PPT of Tetrahedron 
PPT of Octahedron 
PPT of Icosahedron 
The “Principal Polyhedron” is the base or seed for the subdivision. For the Tetrahedron, Octahedron and Icosahedron, subdivisions work on the equilateral triangle faces. Each face is called a “Principal Polyhedron Triangle” or “PPT”, for short. Subdivisions fall into two classes...
2V 
3V 
4V 
The PPT edges are divided equally, according to the frequency, and subdivisions run parellel to each edge. (Note: there are various methods of dividing the edges and constructing the interior grid – these are explained in Breakdown Methods; only breakdown Method 1 yields parallel subdivisions).
Subdivision frequencies may be even or odd. The formulas for determing the number of vertices (V), faces (F) and edges (E) for any given frequency v are:
TETRAHEDRON

OCTAHEDRON

ICOSAHEDRON

Frequency 6V

Frequency 6V

Frequency 6V

The animations show Class I subdivision before and after projection to the unit sphere.
Class I subdivision is also known as “Alternate”; this name was given during a lecture by Richard Buckminster Fuller, because it was the alternative to its predecessor, Class II…
2V 
4V 
6V 
Class II was the subdivision type used in the founding days of geodesics; it was first called “Regular” and later “Triacon”. The term “Triacon” comes from ‘rhombic triacontahedron’ which was the basis of the earliest domes. So when talking of geodesic subdivision, the terms “Class II”, “Regular” and “Triacon”, are all synonymous. It will be shown that subdivision for a Class II sphere is directly related to the Class I sphere. In the 2V figure above, an icosahedron PPT has been divided by its three medians which run from the midpoint of each edge to the opposing vertex. The median intersections form the center of the PPT. Note how Class II divides the icosahedron PPT into 6 Schwarz triangles. In the diagram below, one Schwarz triangle is coloured red…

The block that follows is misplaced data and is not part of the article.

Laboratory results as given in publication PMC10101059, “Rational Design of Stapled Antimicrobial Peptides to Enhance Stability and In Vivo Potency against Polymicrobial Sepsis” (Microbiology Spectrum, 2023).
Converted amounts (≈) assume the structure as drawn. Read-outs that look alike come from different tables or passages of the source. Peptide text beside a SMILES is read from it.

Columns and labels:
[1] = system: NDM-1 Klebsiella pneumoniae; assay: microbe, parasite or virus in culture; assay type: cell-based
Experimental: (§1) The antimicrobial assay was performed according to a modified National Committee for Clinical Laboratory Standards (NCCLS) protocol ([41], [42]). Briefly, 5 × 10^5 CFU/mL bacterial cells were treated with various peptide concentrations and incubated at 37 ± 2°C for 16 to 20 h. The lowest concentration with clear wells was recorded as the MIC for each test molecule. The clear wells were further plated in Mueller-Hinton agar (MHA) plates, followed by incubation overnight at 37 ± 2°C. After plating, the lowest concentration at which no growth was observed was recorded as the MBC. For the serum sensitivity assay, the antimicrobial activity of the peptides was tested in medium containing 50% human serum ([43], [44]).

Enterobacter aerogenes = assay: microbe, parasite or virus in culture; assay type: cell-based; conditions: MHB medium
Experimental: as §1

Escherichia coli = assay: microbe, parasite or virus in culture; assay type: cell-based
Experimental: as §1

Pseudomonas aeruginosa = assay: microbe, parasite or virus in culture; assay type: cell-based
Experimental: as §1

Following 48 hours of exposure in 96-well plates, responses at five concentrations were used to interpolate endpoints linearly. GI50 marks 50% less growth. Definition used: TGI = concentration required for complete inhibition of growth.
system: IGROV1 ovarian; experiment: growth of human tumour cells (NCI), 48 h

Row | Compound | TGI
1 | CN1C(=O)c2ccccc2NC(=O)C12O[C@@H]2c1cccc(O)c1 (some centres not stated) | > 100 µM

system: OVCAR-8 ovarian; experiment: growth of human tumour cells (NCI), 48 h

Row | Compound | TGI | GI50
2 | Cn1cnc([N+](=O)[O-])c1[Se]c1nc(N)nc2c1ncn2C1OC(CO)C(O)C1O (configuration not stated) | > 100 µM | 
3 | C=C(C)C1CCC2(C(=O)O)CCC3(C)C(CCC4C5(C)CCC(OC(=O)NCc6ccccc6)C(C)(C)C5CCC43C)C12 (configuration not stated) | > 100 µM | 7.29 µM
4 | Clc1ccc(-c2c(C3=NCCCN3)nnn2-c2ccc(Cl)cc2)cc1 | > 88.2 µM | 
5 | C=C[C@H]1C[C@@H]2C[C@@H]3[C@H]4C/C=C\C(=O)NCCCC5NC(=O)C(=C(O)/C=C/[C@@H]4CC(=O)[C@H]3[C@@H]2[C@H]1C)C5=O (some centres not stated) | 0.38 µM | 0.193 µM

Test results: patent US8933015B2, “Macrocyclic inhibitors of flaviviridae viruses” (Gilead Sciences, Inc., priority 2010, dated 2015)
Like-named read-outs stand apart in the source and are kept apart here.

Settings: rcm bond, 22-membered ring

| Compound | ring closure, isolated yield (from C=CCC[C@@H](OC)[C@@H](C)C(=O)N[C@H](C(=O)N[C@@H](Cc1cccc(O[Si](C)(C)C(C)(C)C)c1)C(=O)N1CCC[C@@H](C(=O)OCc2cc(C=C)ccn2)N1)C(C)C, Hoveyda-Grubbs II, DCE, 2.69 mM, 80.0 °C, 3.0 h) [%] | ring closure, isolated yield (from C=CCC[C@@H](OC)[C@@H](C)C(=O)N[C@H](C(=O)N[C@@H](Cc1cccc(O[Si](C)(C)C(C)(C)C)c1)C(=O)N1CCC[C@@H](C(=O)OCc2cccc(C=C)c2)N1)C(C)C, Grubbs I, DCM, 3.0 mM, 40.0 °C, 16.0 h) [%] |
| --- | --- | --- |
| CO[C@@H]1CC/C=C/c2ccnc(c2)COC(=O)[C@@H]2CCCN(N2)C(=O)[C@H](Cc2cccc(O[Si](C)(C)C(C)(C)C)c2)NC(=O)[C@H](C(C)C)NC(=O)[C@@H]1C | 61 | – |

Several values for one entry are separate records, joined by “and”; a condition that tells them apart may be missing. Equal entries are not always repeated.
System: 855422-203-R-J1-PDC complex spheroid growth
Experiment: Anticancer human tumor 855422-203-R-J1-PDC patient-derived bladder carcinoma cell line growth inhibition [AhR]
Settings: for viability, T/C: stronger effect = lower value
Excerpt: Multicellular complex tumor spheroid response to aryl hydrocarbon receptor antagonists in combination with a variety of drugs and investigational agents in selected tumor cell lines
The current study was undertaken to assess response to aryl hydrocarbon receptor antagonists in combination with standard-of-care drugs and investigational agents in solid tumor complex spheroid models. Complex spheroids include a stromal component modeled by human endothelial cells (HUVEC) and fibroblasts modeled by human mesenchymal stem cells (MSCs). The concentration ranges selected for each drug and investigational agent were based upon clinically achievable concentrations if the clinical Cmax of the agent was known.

2V 
4V 
6V 
The next diagram shows two adjacent icosahedron PPT’s. The Class II triangles consist of two Schwarz triangles – a mirror image Left and Right pair:
2V 
4V 
6V 
Look at the 2V subdivision: the three midpoints of the edges and the point of intersection can all be projected to the envelope. This is called “Basic” Triacon subdivision. The other kind of Triacon subdivision is “Full” Triacon subdivision...
2V 
4V 
6V 
In Full Triacon subdivsion, the Left and Right pairs are welded together to form an entire Class II triangle, which is then projected to the envelope. It can be seen that a Class II triangle is formed from the centroids of adjacent Class I PPT’s. This is further explained in Symmetry Maps. If you count the number of edge divisions on the welded Class II triangle you will find the subdivision frequency is half that of the Class I PPT; not only that, the subdivision type on the welded Class II triangle is the same as the Class I PPT: Alternate.



Triacon 2V

Triacon 2V

Triacon 2V

Above: the Icosahedron Great Circle Family II subdivides the sphere into 120 Schwarz triangles and produces exactly the same symmetry as Basic Triacon 2V subdivision.
Note: only even frequencies exist for Triacon subdivision because Class II triangles are formed from the PPT medians and their centroids.
For Full Triacon subdivision, the formulas for determing the number of vertices (V), faces (F) and edges (E) for any given frequency v are:
TETRAHEDRON

OCTAHEDRON

ICOSAHEDRON

In Geodesica, the splitting and welding of Class triangles is done in the Net window or the Symmetry Table window.
Class II, 2V split 
Class II, 2V welded 
Above: two PPT’s of the underlying icosahedron are marked by dotted lines.
Underlying Schwarz symmetry 
The Rhombic Triacontahedron 
Above: see how the Class II triangle ABC relates to one half of a diamond face of the rhombic triacontahedron PQRS. The useful aspect of Class II subdivision is that it incorporates the icosahedron’s great circle Family II that coincides with the PPT medians:
Class I, 1V 
Class II, 2V 
You might be interested to know that the Rhombic Triacontahedron is the dual of the Icosidodecahedron:
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